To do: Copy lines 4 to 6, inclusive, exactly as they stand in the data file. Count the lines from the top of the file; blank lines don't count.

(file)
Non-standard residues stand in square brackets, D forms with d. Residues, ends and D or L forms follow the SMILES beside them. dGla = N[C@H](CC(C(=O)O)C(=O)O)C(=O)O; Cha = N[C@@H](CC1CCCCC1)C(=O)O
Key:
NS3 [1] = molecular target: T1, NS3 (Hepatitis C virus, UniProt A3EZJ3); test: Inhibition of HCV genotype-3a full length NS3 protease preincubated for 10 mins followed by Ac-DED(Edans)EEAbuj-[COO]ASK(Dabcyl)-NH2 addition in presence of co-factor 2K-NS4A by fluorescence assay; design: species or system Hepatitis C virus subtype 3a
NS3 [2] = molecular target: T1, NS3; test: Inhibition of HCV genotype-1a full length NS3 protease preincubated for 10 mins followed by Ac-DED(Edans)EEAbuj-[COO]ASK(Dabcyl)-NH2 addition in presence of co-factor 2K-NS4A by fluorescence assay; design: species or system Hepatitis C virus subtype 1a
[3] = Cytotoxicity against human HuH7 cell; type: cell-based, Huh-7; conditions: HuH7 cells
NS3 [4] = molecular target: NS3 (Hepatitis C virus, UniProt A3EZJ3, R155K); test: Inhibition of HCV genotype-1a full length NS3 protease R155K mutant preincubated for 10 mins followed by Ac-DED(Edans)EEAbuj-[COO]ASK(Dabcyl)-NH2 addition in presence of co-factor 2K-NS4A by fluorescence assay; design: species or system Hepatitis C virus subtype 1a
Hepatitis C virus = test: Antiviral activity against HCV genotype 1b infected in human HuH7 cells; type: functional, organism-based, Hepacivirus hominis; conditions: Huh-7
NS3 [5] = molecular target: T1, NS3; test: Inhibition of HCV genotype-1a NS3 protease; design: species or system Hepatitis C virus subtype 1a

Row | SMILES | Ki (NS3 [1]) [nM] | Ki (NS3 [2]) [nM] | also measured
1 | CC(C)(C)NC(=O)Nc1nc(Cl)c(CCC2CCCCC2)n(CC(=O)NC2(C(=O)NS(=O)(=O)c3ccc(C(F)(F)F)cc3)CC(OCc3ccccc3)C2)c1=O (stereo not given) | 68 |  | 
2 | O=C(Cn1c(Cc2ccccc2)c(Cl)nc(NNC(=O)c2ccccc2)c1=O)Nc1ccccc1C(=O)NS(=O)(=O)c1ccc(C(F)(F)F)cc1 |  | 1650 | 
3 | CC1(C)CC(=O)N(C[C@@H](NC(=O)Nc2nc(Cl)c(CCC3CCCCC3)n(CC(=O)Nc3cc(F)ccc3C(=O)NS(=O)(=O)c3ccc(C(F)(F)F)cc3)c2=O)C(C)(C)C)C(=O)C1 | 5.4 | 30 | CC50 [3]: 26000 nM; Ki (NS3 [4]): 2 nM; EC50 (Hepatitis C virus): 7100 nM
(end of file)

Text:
NS3 [2] = molecular target: T1, NS3; test: Inhibition of HCV genotype-1a full length NS3 protease preincubated for 10 mins followed by Ac-DED(Edans)EEAbuj-[COO]ASK(Dabcyl)-NH2 addition in presence of co-factor 2K-NS4A by fluorescence assay; design: species or system Hepatitis C virus subtype 1a
[3] = Cytotoxicity against human HuH7 cell; type: cell-based, Huh-7; conditions: HuH7 cells
NS3 [4] = molecular target: NS3 (Hepatitis C virus, UniProt A3EZJ3, R155K); test: Inhibition of HCV genotype-1a full length NS3 protease R155K mutant preincubated for 10 mins followed by Ac-DED(Edans)EEAbuj-[COO]ASK(Dabcyl)-NH2 addition in presence of co-factor 2K-NS4A by fluorescence assay; design: species or system Hepatitis C virus subtype 1a